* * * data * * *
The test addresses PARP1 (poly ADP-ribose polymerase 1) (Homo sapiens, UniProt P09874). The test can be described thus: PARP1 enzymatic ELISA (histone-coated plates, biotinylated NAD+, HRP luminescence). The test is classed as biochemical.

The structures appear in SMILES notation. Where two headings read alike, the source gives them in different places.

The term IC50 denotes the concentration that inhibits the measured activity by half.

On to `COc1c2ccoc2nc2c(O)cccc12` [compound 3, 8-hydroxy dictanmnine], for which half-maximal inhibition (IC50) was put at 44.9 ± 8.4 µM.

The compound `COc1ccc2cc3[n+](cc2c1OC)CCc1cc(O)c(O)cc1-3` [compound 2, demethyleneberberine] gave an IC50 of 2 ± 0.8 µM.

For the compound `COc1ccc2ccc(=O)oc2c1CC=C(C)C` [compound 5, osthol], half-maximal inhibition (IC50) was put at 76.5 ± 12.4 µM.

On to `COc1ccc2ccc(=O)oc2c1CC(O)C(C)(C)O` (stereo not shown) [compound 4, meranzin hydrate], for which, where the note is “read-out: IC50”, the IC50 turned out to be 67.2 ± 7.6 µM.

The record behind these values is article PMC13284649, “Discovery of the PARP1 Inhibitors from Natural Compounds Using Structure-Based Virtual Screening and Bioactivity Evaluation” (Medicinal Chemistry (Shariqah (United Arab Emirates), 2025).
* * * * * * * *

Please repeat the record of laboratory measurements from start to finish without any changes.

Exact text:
The test addresses PARP1 (poly ADP-ribose polymerase 1) (Homo sapiens, UniProt P09874). The test can be described thus: PARP1 enzymatic ELISA (histone-coated plates, biotinylated NAD+, HRP luminescence). The test is classed as biochemical.

The structures appear in SMILES notation. Where two headings read alike, the source gives them in different places.

The term IC50 denotes the concentration that inhibits the measured activity by half.

On to `COc1c2ccoc2nc2c(O)cccc12` [compound 3, 8-hydroxy dictanmnine], for which half-maximal inhibition (IC50) was put at 44.9 ± 8.4 µM.

The compound `COc1ccc2cc3[n+](cc2c1OC)CCc1cc(O)c(O)cc1-3` [compound 2, demethyleneberberine] gave an IC50 of 2 ± 0.8 µM.

For the compound `COc1ccc2ccc(=O)oc2c1CC=C(C)C` [compound 5, osthol], half-maximal inhibition (IC50) was put at 76.5 ± 12.4 µM.

On to `COc1ccc2ccc(=O)oc2c1CC(O)C(C)(C)O` (stereo not shown) [compound 4, meranzin hydrate], for which, where the note is “read-out: IC50”, the IC50 turned out to be 67.2 ± 7.6 µM.

The record behind these values is article PMC13284649, “Discovery of the PARP1 Inhibitors from Natural Compounds Using Structure-Based Virtual Screening and Bioactivity Evaluation” (Medicinal Chemistry (Shariqah (United Arab Emirates), 2025).